Many Americans struggle with drug and alcohol addictions. If this problem affects your family, it can leave you feeling helpless and alone, but there are ways to help your family member cope and stay (or become) sober.
Take Care of Yourself
Some addicts try to draw family members into drug or alcohol use. Resist the temptation; physically get away from the addict if you must. Although the addict may not tempt you, he or she will make you feel angry, helpless, scared, and confused. She may accuse you of being wrong or crazy for saying a problem exists. He may lie, telling you what you want to hear. Be on guard, express your emotions healthfully, and maintain routines that help you take care of yourself.
Choose the Right Program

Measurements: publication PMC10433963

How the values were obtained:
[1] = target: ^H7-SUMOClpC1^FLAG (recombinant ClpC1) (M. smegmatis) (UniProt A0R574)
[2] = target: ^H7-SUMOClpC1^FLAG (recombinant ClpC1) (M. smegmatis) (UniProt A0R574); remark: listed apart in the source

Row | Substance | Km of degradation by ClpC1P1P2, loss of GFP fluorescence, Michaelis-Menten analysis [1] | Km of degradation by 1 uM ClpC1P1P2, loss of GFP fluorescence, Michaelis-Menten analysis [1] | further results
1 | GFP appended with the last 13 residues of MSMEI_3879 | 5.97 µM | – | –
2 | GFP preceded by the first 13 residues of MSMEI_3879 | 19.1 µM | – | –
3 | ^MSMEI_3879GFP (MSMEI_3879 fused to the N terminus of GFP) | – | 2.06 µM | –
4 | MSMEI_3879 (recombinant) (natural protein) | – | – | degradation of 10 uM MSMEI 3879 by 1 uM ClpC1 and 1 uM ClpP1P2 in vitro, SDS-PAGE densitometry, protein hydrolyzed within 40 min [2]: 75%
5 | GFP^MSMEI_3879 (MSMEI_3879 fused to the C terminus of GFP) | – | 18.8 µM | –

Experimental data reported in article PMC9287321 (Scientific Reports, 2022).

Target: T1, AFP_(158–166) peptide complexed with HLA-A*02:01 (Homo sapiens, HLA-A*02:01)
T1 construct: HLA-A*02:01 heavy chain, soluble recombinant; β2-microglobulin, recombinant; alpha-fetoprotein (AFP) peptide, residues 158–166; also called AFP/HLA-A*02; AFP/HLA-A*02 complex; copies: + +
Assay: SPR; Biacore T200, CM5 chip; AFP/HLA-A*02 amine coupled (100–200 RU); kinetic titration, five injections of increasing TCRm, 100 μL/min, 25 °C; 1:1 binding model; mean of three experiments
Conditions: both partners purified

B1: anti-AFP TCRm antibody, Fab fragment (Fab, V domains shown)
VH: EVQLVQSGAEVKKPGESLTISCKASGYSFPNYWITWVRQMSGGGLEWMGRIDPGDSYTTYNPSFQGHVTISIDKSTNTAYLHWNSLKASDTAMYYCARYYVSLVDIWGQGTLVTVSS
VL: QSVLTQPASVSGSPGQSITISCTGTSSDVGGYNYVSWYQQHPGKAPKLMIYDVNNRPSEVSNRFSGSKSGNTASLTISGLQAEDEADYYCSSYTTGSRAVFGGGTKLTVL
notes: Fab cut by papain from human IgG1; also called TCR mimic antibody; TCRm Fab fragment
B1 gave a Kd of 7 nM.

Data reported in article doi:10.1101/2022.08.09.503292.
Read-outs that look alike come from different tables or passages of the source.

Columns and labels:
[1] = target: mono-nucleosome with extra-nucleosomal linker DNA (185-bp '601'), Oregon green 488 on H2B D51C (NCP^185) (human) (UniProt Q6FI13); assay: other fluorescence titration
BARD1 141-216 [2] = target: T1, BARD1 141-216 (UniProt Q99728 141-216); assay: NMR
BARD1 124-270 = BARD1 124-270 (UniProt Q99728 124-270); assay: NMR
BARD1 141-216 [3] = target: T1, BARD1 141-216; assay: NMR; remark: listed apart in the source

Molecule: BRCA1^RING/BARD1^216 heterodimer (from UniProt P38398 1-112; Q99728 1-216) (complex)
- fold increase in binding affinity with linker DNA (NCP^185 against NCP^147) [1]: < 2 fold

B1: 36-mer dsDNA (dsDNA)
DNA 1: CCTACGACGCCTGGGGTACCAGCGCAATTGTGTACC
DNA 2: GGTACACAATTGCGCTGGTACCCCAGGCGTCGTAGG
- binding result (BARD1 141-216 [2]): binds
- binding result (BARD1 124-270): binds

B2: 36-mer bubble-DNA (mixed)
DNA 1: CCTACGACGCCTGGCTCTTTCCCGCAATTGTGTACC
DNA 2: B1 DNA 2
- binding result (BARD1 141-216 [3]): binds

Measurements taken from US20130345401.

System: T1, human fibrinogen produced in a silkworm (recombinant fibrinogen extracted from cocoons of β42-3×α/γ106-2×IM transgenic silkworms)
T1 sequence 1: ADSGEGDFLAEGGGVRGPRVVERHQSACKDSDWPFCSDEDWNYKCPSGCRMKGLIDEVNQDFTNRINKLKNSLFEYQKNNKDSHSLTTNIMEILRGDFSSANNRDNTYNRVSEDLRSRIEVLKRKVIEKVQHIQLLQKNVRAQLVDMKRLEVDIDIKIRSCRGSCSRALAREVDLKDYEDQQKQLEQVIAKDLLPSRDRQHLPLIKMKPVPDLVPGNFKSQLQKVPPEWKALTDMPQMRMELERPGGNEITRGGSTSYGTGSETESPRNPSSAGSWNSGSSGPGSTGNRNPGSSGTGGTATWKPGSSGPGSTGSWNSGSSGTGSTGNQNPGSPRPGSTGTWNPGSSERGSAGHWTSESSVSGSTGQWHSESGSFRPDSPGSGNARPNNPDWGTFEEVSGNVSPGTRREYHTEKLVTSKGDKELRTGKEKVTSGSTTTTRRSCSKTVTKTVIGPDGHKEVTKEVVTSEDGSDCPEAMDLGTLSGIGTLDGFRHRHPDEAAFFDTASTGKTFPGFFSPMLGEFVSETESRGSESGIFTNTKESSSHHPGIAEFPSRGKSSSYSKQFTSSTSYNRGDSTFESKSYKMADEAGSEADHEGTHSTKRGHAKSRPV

Your addicted loved one will probably need long-term treatment. The National Institute on Drug Abuse recommends multifaceted approach to treatment. The addict may argue that she can quit on her own; most addicts can’t. If there is not a comprehensive program nearby, ask doctors and counselors for assistance in finding one.
Support the Addict
This does not mean condoning his or her behavior. It does mean letting the addict know you support recovery. Tell the addict you love him, he is worth something, and he can beat the addiction. Remind the addict of her goals and dreams, and reassure her you’ll help her reach them. Allow addicts to express their emotions, ask questions, and vent – as long as it’s constructive.